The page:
The bullpen roundabout. Great though the A-pen have been, they simply cannot pitch every night, and the performances of the alternatives have been inconsistent at best. We've already used no less than a franchise-record 15 different bullpen arms through 25 games - last year, the same figure was only nine to this point. And the back seven from that wheel o' relievers has left a lot to be desired, throwing 32.1 innings with an ERA of 7.39. Chief culprit there has been Randall Delgado, who has thrown more than anyone else down there - hell, he's just 3.2 innings behind Miller - and has an ERA of 6.19. Josh Collmenter's return can't come soon enough.
Chris Owings. While the offense has been the main thing driving the team thus far, there are a couple of obvious holes. Ahmed would be one, but his defense is at the uber-elite level, where any hits are a bonus. The same can't be said for Owings, who sadly, increasingly appears to be exactly what we thought he was. His walk rate, already minuscule in 2014, has somehow managed to continue the decline it showed last year, as has his percentage of extra-base hits. The batting average has improved, certainly - but that's largely driven, if not more so, by an 80-point spike in BABIP. Anyone think he can sustain a 38% line-drive rate?
The outfield defense. Until CO's decision to punt on 4th and 1 against St. Louis, the gimcrack nature of the outfield had largely skated by. He and Drury had not embarrassed themselves, generally making plays they should, without obvious errors. However, the metrics increasingly tell otherwise. UZR (Ultimate Zone Rating) per 150 games, currently shows the D-backs at -7.1; 20th in the majors, and a sharp reversal from last year's figure of +4.2, good enough for 7th. It's the absence of A.J. Pollock which is to blame. In CF, we've declined from +7.1 to -6.9. If Owings continues to not hit, we might as well bring back up Socrates Brito - who can at least not hit while playing defense.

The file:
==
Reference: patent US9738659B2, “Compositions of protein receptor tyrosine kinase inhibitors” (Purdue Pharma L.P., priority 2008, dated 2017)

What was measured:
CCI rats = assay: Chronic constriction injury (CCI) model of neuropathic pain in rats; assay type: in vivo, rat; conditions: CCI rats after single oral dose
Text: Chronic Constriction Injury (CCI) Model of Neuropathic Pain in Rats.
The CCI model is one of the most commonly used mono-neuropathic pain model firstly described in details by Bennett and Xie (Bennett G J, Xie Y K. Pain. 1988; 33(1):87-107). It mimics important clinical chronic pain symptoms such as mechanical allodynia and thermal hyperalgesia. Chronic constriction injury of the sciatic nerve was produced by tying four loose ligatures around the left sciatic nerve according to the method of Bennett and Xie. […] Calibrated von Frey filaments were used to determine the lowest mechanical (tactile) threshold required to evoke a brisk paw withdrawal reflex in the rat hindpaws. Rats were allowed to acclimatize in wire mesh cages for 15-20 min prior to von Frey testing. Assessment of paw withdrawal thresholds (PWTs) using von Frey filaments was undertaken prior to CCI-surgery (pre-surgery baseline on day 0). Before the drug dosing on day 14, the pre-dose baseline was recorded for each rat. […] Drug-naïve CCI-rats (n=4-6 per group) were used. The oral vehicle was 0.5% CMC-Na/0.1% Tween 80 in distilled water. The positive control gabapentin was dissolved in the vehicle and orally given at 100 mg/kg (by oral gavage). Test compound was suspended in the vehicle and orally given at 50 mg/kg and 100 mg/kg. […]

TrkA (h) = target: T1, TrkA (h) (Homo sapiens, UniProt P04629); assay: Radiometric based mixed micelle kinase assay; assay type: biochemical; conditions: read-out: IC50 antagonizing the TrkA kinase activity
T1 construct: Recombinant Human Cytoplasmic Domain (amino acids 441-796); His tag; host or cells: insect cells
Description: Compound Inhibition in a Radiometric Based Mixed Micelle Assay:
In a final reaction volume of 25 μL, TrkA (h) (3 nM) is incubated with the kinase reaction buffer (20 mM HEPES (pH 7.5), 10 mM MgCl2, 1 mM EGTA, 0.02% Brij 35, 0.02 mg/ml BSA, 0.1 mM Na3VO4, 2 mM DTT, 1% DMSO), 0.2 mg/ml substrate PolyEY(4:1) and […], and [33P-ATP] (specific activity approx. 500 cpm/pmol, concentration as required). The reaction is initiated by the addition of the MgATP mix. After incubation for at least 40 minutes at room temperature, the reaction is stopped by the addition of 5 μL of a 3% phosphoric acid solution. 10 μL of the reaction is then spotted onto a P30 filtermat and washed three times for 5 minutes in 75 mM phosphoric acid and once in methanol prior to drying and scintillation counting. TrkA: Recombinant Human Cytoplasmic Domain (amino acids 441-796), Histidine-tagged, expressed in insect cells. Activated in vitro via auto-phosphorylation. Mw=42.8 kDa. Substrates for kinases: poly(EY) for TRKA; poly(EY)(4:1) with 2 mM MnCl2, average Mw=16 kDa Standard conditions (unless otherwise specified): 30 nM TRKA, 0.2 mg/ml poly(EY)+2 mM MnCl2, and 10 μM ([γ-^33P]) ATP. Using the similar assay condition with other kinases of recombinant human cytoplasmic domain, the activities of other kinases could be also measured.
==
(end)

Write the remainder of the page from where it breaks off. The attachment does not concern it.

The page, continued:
There is, certainly, plenty of room for improvement, with four of the five starting pitchers not performing to expectations. I'm still confident this should even out. Last season, Greinke, Miller, Ray and Corbin combined to throw 640 innings with a 2.75 ERA. Even allowing for regression from Greinke, I'd say that is a truer indication of their true talent than the relatively small sample-size of 107 innings this year, and the resulting 5.97 ERA. I believe they'll get better, and when they do, it'll take the team with it.
The bottom line is, we come into the last day of April with a shot at a .500 month and half a game out of first place. If you'd been told that on Opening Day, you'd have pounced on that in a heartbeat. Yes, if Greinke and Miller had performed to expectations, we likely would be in first [though it's worth noting, we're actually 5-5 in their starts, so you'd be hard pushed to say their struggles have cost us many actual victories]. But as Ryan Morrison pointed out, this has been a tougher month, schedule-wise, than the one which began the 2014 season, and which basically killed us off, as the D-backs went 6-18.
Not that you'd know it from the fan response, some of which seems to me has been guilty of severe over-reaction. You know the people and comments I mean: the ones who feel like they proclaim every loss as cause to dismantle the franchise and move it to Portland. Now, I'm not one to tell anyone how to "be a fan", but I'm at a loss as to how this kind of approach, wallowing in misery and always looking for the worst, can possibly bring you pleasure. Personally, I take enormous heart from the team having made it through a difficult month and still, very much, being in contention. For me, the team's upside in 2016 remains a great deal higher than the downside.